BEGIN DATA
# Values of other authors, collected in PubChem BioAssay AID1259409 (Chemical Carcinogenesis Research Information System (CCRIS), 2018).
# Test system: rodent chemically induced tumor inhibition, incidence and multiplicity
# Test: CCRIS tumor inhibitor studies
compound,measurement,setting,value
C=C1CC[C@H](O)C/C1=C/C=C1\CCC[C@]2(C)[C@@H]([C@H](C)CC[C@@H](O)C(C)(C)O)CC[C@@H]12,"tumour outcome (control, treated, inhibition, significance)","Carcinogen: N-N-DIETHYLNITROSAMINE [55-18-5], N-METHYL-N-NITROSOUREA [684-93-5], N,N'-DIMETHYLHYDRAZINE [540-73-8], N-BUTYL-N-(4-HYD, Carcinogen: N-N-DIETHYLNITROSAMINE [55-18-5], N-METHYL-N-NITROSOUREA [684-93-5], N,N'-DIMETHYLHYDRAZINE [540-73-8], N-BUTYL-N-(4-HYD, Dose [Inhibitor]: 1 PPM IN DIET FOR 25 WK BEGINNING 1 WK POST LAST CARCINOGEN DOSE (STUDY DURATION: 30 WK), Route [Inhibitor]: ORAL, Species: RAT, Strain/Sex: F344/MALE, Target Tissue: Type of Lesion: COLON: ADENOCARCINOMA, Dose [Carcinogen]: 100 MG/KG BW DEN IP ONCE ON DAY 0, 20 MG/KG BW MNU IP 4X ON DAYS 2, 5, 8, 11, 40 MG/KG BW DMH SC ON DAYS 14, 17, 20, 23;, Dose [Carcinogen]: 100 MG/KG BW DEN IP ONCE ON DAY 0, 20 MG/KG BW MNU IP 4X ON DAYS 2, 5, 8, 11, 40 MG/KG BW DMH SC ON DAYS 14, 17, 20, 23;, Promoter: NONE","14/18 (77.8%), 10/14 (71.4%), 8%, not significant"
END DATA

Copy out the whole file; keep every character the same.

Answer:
# Values of other authors, collected in PubChem BioAssay AID1259409 (Chemical Carcinogenesis Research Information System (CCRIS), 2018).
# Test system: rodent chemically induced tumor inhibition, incidence and multiplicity
# Test: CCRIS tumor inhibitor studies
compound,measurement,setting,value
C=C1CC[C@H](O)C/C1=C/C=C1\CCC[C@]2(C)[C@@H]([C@H](C)CC[C@@H](O)C(C)(C)O)CC[C@@H]12,"tumour outcome (control, treated, inhibition, significance)","Carcinogen: N-N-DIETHYLNITROSAMINE [55-18-5], N-METHYL-N-NITROSOUREA [684-93-5], N,N'-DIMETHYLHYDRAZINE [540-73-8], N-BUTYL-N-(4-HYD, Carcinogen: N-N-DIETHYLNITROSAMINE [55-18-5], N-METHYL-N-NITROSOUREA [684-93-5], N,N'-DIMETHYLHYDRAZINE [540-73-8], N-BUTYL-N-(4-HYD, Dose [Inhibitor]: 1 PPM IN DIET FOR 25 WK BEGINNING 1 WK POST LAST CARCINOGEN DOSE (STUDY DURATION: 30 WK), Route [Inhibitor]: ORAL, Species: RAT, Strain/Sex: F344/MALE, Target Tissue: Type of Lesion: COLON: ADENOCARCINOMA, Dose [Carcinogen]: 100 MG/KG BW DEN IP ONCE ON DAY 0, 20 MG/KG BW MNU IP 4X ON DAYS 2, 5, 8, 11, 40 MG/KG BW DMH SC ON DAYS 14, 17, 20, 23;, Dose [Carcinogen]: 100 MG/KG BW DEN IP ONCE ON DAY 0, 20 MG/KG BW MNU IP 4X ON DAYS 2, 5, 8, 11, 40 MG/KG BW DMH SC ON DAYS 14, 17, 20, 23;, Promoter: NONE","14/18 (77.8%), 10/14 (71.4%), 8%, not significant"